The Spindrift Saga span the reaches of rock music on new album ‘Rubble and Stone’

The Spindrift Saga have crystallised their decades-long career into its purest form on their latest album Rubble and Stone

An alternative rock masterpiece, the 11-track collection stays true to the NSW trio’s roots while sketching new contours of their sound, brimming with catchy riffs and exceptional lyricism. 

The project begins with the discordant guitars and thunderous percussion of Wrong Feet, an album opener that coasts on groovy basslines and a cathartic chorus.

The Spindrift Saga album

Guitarist Mick McGrath provides the gritty basis for the alt-rock heater, helped along by Chris McGrath’s dynamic vocals, which flit between soaring harmonies and guttural broods with finesse. 

The Spindrift Saga head to more classical rock territory on Fight Night, a fast-paced anthem brimming with punchy drum rolls and clashing cymbals courtesy of Danny Freeman.

It’s an early highlight of the album, with guitar licks that scratch a part of the brain that scientists haven’t even discovered yet. 

Treading sunnier corners on third track and album standout Thrust, the band deliver fuzz rock revelry for a more melodic cut that feels purpose-built for a summertime road trip.

It’s here that the band showcase their knack for indie and pop stylings, with vocal hooks destined for earworm status and sunlit lyrics about mateship, trips to Byron Bay and TikTok dances. 

This spirit of versatility courses all throughout Rubble and Stone, as the band darts from the orchestral instrumentation and airy harmonies of the seductive groover Hills to the Elton John-inducing title track.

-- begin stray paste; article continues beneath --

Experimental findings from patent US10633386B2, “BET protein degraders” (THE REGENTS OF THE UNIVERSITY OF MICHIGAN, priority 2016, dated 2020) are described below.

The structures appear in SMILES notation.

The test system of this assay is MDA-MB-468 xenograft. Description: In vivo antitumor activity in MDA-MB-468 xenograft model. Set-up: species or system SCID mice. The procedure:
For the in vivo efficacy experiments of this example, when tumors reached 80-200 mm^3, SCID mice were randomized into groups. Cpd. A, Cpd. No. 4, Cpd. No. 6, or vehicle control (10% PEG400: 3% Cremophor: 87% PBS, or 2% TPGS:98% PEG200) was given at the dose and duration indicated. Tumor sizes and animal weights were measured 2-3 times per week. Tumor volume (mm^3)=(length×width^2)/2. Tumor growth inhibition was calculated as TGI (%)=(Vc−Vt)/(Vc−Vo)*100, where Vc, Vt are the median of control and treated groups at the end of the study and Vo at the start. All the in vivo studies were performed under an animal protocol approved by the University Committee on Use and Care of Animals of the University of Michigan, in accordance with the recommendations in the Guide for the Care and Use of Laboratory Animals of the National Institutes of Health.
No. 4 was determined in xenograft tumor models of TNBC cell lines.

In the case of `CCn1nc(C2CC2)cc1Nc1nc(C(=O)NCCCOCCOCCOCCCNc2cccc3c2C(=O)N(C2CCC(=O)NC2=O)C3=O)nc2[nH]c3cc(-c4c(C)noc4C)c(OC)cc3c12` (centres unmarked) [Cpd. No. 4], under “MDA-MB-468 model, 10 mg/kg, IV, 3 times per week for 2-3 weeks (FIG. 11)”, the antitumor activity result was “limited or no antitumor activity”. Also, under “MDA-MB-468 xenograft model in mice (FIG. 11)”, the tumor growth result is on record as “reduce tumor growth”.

It’s in these softer moments that McGrath’s voice shines, feeling equally at home alongside strident guitars as it is within heavenly layered vocals. 

An acoustic version of Revolution allows room for The Spindrift Saga’s more rustic sound; with plucky guitar strums setting the stage for a stripped-back ballad which showcases the band’s incisive storytelling.

The track preempts an imminent revolution while looking back on the moments that led us to these “apocalypto dreams.” This poignant lyricism is a throughline of the entire album, and shines even amid the rich instrumentation.

On the funk-rock standout I’ve Said It Enough, the band reflect on the past mistakes that left a lover in a state of anger, highlighting their lyrical finesse even against an already engaging backdrop of spaghetti Western licks and country-inspired rhythms. 

Later, the trio try their hand at classic rock on the riotous This Power Is Hazardous, before penultimate track Botany Bay offers yet another showcase of their diversity with an infectious pop-punk energy.

The Spindrift Saga album

The Irish Lullaby-sampling track feels like a distinct slice of Australiana — with mentions of Wooloomooloo the titular bay — with a punkish edge and the feel of a pub chant. 

The Spindrift Saga’s effort culminate on Spindrift’n, the album’s clearest foray into country that brims with folksy flairs and McGrath’s blissfully twangy vocals.

It’s a worthy closer to an expansive rock record, one that was born before covid and took the band years to perfect. Evidently, it was time well spent.

Listen to The Spindrift Saga’s new album Rubble and Stone below, and head here for ticketing information around their upcoming Australian tour.